• strict dietary control
    • oral hygiene
    • fluoride supplementation
    • fissure sealants
  18. What are advices for patients with dry mouth?
    sugarless sweets, gums, water, and mouth lubricants
  19. What is the dietary misconceptions?
    • only refined sugars are harmful
    • honey - health "natural sugar"
  20. What should be identified on food labels?
    • starches, sugars, sugar substitutes
    • carogenicity of components
  21. What are the nutritional recommendations for good health?
    • enjoy your food
    • eat a variety of different foods
    • eat the right amount to be a health weight
    • eat plenty of foods rich in starch and fiber
    • eat plenty of fruits and veggies
    • don't eat too many food containing lots of fat
    • don't have sugary foods and drinks too often
    • if you drink alcohol, drink sensibly
  22. What are the food and drinks with low potential for dental caries?
    • bread
    • pasta, rice, starchy food
    • cheese, fibrous foods
    • low sugar breakfast cereals
    • fresh fruit
    • peantus
    • sugar-free chewing gum
    • water, milk, sugar-free drinks
    • tea coffee unsweetened
  23. Quantity and ______ of cariogenic food has a big impact on caries disease.
    frequency
  24. List fluoride ingestion and dental flurosis.
    • Dental fluorosis: gel, paste, mouthwash, gels, foam, garnism
    • Fluoride ingestion: fluoridated water, fluoride supplements, food and fluoride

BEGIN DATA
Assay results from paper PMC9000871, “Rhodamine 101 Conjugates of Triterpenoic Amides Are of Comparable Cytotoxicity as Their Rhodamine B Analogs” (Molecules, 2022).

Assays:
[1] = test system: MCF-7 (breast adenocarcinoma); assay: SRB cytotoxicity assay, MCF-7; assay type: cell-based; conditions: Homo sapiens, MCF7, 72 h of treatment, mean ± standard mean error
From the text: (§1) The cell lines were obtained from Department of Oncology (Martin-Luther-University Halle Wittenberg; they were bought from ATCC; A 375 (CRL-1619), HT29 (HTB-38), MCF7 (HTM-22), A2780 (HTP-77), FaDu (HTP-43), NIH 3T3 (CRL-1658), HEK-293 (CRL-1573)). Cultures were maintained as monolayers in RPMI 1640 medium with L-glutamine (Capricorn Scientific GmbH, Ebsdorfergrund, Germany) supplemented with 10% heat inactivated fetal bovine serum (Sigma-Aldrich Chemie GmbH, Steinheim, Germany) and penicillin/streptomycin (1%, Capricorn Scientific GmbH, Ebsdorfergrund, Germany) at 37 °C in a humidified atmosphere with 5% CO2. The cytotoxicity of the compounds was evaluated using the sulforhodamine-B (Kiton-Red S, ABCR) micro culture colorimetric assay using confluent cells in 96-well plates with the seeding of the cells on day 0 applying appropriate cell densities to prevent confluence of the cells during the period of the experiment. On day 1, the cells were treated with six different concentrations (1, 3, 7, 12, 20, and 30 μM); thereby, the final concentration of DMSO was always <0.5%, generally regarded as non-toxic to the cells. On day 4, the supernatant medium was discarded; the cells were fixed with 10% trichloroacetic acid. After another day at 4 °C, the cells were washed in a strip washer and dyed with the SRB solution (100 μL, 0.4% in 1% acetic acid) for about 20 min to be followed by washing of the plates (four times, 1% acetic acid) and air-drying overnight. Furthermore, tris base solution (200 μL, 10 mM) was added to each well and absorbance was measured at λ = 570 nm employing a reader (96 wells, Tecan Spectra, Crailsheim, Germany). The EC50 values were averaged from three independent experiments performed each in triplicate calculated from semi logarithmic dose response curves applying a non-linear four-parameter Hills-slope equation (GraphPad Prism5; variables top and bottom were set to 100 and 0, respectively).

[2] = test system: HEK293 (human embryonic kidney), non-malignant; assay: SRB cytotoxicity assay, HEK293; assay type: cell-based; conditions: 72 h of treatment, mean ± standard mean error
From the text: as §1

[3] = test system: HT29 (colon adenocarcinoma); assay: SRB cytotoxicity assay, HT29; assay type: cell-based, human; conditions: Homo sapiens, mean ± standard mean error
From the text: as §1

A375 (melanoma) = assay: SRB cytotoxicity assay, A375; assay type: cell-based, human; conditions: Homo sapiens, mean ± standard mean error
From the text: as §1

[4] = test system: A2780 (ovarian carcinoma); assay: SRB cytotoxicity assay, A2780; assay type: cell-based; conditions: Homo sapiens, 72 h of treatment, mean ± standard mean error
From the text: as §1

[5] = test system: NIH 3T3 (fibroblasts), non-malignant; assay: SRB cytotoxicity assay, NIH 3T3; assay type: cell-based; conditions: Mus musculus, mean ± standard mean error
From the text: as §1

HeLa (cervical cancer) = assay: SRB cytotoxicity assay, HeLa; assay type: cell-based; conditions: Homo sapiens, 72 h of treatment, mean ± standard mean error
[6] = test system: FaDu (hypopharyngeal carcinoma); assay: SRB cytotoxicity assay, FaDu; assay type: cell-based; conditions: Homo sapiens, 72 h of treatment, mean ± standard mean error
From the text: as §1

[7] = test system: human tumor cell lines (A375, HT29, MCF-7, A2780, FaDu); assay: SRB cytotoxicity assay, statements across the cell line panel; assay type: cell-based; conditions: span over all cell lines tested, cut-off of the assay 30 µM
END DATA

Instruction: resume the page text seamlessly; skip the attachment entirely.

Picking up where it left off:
25. prior to 1980, thought that fluoride work was through _____.
    ingestion
  26. The optimal amount of fluoride in water is ______. why tap water?
    • 1 ppm
    • inexpensive, cost-effective, potential to reach lots of people
  27. what is mottling?
    fluoride shown up on teeth.
  28. How does fluoride help?
    • reduces the rate of demineralization
    • enhances the mineral uptake
    • delays the progression of lesions
    • inhibits caries activity through bacterial inhibiton.
  29. Chemically, how does fluoride work?
    • Forms fluoroapatite
    • fluoroapatie is less soluable than hydroxyapatite
    • newly erupted teeth takes up for fluoride because of bigger pores
  30. in bottle water, there is ____ amount of fluoride.
    • varied amount
    • typically very low concentration
  31. What does dietary fluoride provide? why made?
    • provides moderal dose systemic fluoride
    • designed to take place of fluoridated water
    • can be effective in selected populations
  32. Generally, how much fluoride should a these children have: 0-6 months, 6mon-3 yrs, 3-6 yrs, more than 6 yrs
    • 0-6 months: none
    • 6mon-3 yrs: 0.25mg or <0.3 ppm
    • 3-6 yrs: 0.5mg-0.25 mg or 0.3-0.6 ppm
    • more than 6 yrs: 0.5-1 mg or 0.3-0.6 ppm
  33. Fluoride dentifrice. amount? example?
    • about 1000 ppm
    • young children are recommended small "pea-size"
    • ex. prevident 5000 ppm
  34. OTC Rinses and gels. Types? amount?
    • OTC rinses: 226 ppm
    • Prescription rinses: 1000 ppm
    • home use gels: 1000ppm
  35. Profesionally applied products. Types? Amounts?